Rafika Al Ghrawi, R.D., L.D.
DIET CENTER LEBANON
for something nutrishus
I came across Rafika as the IAAND Lebanon Country Representative (International Affiliate of the Academy of Nutrition and Dietetics) as I continue to make this series more global. She seems to be at the forefront of dietetics in Lebanon which has its own challenges, but she still faces the misinformation and belief that dietitians just make meal plans and work in weight loss (yes, some do). International perspectives are great for reminding us of our differences and similarities.
Why did you become a RD?
In Lebanon, you do not have to be an RD to practice. However, at the American University of Beirut the faculty members thought bringing in such a program would raise the bar for quality practice in Lebanon. I was lucky enough to be shortlisted for the license. At the time my main concern was to receive the best education and training for professional practice.
What area of dietetics do you work in?
How would you explain what you do?
I am the manager at a clinic that specializes in nutrition and that offers healthy catering and meals to clients.
What are your ‘typical’ daily/weekly tasks?
My typical day goes by checking in the office at 8 a.m. seeing new clients, or following up with returning clients. Filling out meal plans for clients subscribed for the catering services. Planning with shop personnel for future events and follow up on tasks being done. Around three pm I go to the kitchen and double check the food of the clients that need medically altered food. Planning with marketing team for promotions and programs. Handling with our customer care team any issues or pending needs. Then I check out around 5.
What has been your career path?
I was recruited back in 2015 by Nutrition and Diet Center. In Lebanon, it is a renowned clinic for being the first nutrition clinic in the Middle East that provided dietetic consultations and healthy catering.
My first position was as a quality control officer. My main tasks were to make sure that we redeemed our food safety awards and abided by ministry standards for food safety. After a year and a half, and at the time I was studying for my RD exam, I requested to be transferred to a clinical position. When a vacancy arrived I transitioned into clinical work. At this position, I counseled over a hundred patient from weight loss cases to cases requiring specific medical nutritional therapy. As part of our corporate social responsibility we also participate in seminars and workshops where we offer nutritional education for members of the community. In 2018, I was promoted to clinic manager where I took on additional managerial tasks for the clinic.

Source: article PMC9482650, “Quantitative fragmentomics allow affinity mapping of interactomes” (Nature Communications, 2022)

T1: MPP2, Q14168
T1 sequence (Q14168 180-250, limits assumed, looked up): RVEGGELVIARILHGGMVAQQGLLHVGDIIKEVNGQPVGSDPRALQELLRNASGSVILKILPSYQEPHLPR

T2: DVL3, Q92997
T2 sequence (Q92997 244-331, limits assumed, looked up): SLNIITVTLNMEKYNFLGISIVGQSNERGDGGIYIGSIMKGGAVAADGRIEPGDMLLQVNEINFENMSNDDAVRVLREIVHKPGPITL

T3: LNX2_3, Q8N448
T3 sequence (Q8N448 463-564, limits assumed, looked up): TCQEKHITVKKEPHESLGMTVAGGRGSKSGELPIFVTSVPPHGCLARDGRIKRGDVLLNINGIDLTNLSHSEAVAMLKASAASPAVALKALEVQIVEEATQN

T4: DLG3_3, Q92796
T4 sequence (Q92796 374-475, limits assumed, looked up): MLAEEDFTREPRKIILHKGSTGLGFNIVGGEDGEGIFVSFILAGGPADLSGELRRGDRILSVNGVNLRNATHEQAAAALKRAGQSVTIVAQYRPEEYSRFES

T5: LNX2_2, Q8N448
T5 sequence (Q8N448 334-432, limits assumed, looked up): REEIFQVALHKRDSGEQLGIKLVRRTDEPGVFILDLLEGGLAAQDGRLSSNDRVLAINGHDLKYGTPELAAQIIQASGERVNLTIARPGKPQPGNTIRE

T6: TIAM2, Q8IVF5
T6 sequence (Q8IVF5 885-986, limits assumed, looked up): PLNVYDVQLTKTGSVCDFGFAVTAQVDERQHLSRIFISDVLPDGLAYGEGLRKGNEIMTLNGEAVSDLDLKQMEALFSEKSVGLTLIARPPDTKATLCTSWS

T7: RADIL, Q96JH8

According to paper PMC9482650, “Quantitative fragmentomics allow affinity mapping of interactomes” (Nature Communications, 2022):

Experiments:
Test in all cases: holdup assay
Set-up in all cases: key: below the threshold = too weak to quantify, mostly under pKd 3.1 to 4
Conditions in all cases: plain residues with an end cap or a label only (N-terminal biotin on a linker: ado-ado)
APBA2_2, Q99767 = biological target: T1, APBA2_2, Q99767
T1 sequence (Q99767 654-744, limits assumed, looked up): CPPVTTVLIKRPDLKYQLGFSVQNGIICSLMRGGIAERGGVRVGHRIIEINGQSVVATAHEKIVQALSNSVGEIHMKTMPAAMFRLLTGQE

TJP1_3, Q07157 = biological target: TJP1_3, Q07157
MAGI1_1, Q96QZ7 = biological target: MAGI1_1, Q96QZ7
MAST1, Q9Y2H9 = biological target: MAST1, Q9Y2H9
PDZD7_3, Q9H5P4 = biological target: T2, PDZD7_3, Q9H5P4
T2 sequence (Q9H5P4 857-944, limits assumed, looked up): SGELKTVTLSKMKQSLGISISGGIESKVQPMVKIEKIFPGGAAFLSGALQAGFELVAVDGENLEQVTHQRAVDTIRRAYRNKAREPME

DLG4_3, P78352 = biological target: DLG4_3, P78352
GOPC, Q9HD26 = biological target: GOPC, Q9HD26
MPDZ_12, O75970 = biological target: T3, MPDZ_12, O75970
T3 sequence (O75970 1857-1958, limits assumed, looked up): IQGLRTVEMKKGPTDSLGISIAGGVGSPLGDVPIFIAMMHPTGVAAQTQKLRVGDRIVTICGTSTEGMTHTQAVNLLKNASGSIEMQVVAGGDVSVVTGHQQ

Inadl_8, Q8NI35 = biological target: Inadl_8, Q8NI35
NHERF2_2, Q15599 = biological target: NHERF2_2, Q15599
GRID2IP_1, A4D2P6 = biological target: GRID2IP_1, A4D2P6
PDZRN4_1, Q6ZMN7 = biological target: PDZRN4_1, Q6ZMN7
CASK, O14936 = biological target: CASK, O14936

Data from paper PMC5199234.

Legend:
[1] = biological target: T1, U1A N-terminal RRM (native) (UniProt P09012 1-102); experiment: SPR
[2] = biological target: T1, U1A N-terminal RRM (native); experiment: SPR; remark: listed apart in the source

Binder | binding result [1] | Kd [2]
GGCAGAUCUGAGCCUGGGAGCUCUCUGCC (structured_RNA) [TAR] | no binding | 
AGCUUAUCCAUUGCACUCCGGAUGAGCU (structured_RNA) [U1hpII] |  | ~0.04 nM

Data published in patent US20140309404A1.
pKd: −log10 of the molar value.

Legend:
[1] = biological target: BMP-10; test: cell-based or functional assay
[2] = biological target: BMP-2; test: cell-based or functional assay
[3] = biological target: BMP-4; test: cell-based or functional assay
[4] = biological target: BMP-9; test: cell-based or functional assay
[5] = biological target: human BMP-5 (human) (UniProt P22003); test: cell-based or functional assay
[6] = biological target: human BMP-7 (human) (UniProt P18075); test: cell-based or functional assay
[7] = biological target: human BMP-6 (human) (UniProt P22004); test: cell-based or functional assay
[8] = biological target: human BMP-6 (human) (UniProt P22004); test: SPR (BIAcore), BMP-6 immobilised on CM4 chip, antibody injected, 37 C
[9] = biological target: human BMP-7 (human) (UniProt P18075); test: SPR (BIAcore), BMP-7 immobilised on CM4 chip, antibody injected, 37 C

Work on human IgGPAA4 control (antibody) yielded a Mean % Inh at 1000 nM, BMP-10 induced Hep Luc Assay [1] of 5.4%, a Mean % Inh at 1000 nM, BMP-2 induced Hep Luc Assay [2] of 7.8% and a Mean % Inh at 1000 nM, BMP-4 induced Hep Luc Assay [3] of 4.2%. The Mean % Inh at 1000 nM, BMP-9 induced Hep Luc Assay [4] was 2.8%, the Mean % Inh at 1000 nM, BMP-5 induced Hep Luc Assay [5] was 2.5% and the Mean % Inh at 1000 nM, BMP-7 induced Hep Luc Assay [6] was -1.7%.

What advanced education or special training do you have?
I have undertook special training in sports nutrition, food safety, diabetes management, and weight management.
In an ideal world, what does the industry look like 5 years from now?
I hope in 5 years from now, people recognize how important our profession is and not just from a weight management perspective, but also from a medical perspective.
What misinformation about RDs would you like to clear up?
Our job is not just limited to managing weight loss cases.
What would you like people to know about RDs?
We love eating too...
What are challenges you encounter as a RD?
Main challenges include having to clear up information about fad diets and false weight loss claims. A lot of people like to believe that taking one drink of tea would help them lose the weight instead of going through a lifestyle change.
What do people think that you do for a living?
Tell people what foods they should and should not eat.
What are you passionate about in dietetics?
I think our job is not limited to giving meal plans. I think that is just the basics of it. The relationship any individual has with food is very complex, some people eat when they are happy, others when they are sad. I think our job is to figure out those behavioral triggers and help patients manage them.
What makes RDs unique/different from other nutrition/wellness professionals?
I think we have a balance between the scientific knowledge that diet has with health while also balancing the psychological reasons of why people consume food the way they do.
More about Rafika:
Linkedin: Rafika Al Ghrawi
Facebook: Rafika Ghrawi